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Two bad energy bills in Springfield would jack up your electricity bill

Take 21 percent of your bill and double it. That’s how much more you can expect to pay.

Both the Clean Energy Progress Act and the Clean Energy Jobs Act would lead to unnecessarily higher electricity bills, writes Todd Maisch of the Illinois Chamber of Commerce.
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Throughout the summer and into the fall, the nuclear industry and like-minded advocates have been urging the passage of massive legislation that would implement aggressive changes to Illinois’ energy economy — with costly impacts to energy consumers.

Advocates are telling state legislators that if they do not vote on the legislation this fall, the public’s electricity bills will increase.

The Illinois Chamber of Commerce believes this opinion is based on a mischaracterization of the facts. Two bills proposed in the spring session would implement these changes: the Clean Energy Progress Act, backed by nuclear giant Exelon, and the Clean Energy Jobs Act, backed by environmentalists.

No matter what you call them, these bills both would benefit Exelon and, if passed, would raise Illinois resident and business’ (ratepayers) electricity bills significantly in the process.

Proponents argue the urgency comes from the need to protect against a proposed technical change by federal energy regulators to the “capacity market auction.” “Capacity” is the guarantee that we have access to electricity in the future and the “capacity auction” is the market process used to set rates for power companies to provide that capacity.

In 2016, Illinois passed the Future Energy Jobs Act, requiring Illinois ratepayers to pay Exelon, a profitable company projected to make nearly $1 billion in Illinois over the next three years, to support two of its nuclear facilities. Because of these unnecessary subsidies, the capacity auction process has been distorted and federal energy regulators must now rethink the process in order to support competitive electricity costs and ensure state policy goals are respected.

There is a false narrative being promoted by the nuclear community and environmental advocates that uses a set of figures presented by an independent energy market monitor during this regulatory proceeding as the basis for saying electricity prices in Illinois will increase significantly. Those numbers are wildly mischaracterized and being used as fear-mongering to scare legislators and the public into rash decisions that will have costly consequences.

Proponents are not just conveniently ignoring the fact that, if either of the two proposed bills passes, electricity rates are guaranteed to increase, but they are actively saying the opposite.

Capacity charges account for 21 percent of your electricity bill. The capacity market reforms championed by Exelon would ultimately make Illinois acquire its own capacity, increasing those charges. As seen in other states, capacity charges would be double or more compared to what is acquired through the competitive market.

Take 21 percent of your bill and double it. That’s the size of the impact you can expect. To boot, Exelon’s proposed changes to the capacity market process will likely have little measurable benefits to the environment.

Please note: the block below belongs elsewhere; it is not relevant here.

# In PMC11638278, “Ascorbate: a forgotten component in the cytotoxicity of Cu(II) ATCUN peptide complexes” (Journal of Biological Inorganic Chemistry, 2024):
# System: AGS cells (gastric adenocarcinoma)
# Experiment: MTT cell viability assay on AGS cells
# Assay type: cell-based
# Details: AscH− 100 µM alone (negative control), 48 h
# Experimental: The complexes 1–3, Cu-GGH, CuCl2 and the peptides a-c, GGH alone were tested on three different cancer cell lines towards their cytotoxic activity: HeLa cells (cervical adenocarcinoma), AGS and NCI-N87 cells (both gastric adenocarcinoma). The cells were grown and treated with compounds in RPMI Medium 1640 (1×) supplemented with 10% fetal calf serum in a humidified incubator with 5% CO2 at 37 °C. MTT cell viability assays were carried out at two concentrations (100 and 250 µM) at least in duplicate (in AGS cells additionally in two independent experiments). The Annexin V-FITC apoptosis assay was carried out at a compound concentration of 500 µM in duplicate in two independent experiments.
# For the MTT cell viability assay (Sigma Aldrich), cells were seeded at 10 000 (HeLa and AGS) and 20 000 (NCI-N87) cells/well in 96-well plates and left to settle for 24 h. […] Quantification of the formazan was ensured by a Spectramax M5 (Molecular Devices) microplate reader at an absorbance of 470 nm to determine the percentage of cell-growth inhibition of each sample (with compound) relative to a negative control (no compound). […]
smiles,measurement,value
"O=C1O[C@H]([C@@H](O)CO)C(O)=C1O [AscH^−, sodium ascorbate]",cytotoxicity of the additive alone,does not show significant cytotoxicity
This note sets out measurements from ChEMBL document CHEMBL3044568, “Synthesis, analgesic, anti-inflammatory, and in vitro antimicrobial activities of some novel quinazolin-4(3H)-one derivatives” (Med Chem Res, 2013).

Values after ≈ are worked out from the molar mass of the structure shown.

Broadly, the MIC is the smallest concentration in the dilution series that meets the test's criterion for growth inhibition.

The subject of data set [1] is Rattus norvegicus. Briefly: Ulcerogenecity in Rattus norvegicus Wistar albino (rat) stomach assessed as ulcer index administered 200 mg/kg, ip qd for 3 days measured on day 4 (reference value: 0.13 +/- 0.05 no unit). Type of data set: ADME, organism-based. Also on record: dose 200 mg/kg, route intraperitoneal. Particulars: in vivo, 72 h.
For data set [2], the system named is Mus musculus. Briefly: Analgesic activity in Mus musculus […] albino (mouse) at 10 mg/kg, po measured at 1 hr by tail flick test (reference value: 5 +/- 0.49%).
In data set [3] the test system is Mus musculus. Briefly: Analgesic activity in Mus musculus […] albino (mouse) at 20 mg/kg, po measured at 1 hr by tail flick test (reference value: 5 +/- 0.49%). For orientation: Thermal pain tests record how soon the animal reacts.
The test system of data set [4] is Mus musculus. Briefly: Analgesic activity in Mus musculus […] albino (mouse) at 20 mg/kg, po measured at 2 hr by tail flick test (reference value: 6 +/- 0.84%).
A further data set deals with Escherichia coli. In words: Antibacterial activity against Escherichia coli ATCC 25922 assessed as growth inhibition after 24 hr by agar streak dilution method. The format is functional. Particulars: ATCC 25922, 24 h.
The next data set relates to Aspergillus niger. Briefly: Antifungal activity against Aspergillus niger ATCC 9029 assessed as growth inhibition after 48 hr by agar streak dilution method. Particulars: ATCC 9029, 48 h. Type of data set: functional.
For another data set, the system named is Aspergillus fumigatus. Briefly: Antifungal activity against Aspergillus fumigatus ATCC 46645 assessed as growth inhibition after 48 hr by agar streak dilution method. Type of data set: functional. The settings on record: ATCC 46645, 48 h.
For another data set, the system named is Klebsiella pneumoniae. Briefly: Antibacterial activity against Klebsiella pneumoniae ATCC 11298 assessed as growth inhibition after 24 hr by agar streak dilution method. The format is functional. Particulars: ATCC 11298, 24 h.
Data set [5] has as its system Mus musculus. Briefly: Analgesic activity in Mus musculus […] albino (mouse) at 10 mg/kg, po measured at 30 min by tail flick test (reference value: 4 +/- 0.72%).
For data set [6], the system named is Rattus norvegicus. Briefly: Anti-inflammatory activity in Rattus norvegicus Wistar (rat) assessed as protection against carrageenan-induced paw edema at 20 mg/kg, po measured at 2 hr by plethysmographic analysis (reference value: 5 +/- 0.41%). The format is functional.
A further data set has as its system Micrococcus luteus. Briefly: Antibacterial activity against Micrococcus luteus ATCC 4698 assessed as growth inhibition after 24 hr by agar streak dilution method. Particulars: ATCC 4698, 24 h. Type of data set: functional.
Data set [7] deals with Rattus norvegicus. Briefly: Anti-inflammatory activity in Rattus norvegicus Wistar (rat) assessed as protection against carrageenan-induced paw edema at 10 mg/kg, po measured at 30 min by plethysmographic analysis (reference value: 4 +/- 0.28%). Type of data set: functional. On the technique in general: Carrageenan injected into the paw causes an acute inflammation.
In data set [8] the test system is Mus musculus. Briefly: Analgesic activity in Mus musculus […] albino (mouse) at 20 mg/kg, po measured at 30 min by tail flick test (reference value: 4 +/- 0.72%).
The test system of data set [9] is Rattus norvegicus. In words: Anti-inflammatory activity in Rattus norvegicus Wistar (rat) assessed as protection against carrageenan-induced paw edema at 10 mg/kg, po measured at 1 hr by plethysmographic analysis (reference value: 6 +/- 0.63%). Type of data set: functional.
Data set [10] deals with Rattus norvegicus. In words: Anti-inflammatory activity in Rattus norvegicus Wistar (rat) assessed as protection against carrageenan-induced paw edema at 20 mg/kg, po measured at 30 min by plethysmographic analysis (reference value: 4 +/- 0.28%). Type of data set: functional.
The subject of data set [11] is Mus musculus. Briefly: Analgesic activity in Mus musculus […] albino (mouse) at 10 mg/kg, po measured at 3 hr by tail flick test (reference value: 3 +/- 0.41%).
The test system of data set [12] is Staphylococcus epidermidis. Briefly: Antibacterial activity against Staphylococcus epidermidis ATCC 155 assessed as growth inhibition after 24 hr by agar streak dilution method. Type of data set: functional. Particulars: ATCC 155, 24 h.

A thorough and technical proposal on this issue is currently under review with federal energy regulators. They are engaged in a regulatory proceeding to find a solution. It is vital that Illinois wait for federal energy regulators to rule instead of hastily voting on such a large energy package this fall based on unfounded assumptions.

We can support a low carbon future with many technologies that exist today, and we need to support an environment that allows innovation to flourish so solutions are realized. This environment is created through a competitive marketplace and low electricity costs to support continued growth and adaptation.

Competitive markets have resulted in lower electricity prices and reduced emissions. We should continue to support flexible and practical policies to manage climate risks, maintain low-cost energy and invest in innovative solutions to help our planet.

Exelon already receives hundreds of millions of dollars in subsidies from hardworking Illinois families and businesses — costing businesses in things like jobs and investments in technologies to lower emissions.

One thing is clear, if the legislature passes the proposed capacity market reforms, Exelon’s profits will increase and it will be the public’s increased electricity bills that pay for it.

Profits are a good thing and a sign of a strong economy. The Illinois Chamber of Commerce champions an economy where these profits are realized, but that are realized in an environment that allows businesses to compete on a reasonably equal basis.

A fair economy ceases to exist when one company convinces the government to ensure their profits at the expense of others and the public.

We encourage readers to dig a little deeper and decide for yourselves if the capacity market changes in the Clean Energy Jobs Act are really about lowering electricity bills and emissions — or just another way for the nuclear industry to increase their profits at the ratepayers’ expense.

Todd Maisch is president of the Illinois Chamber of Commerce.

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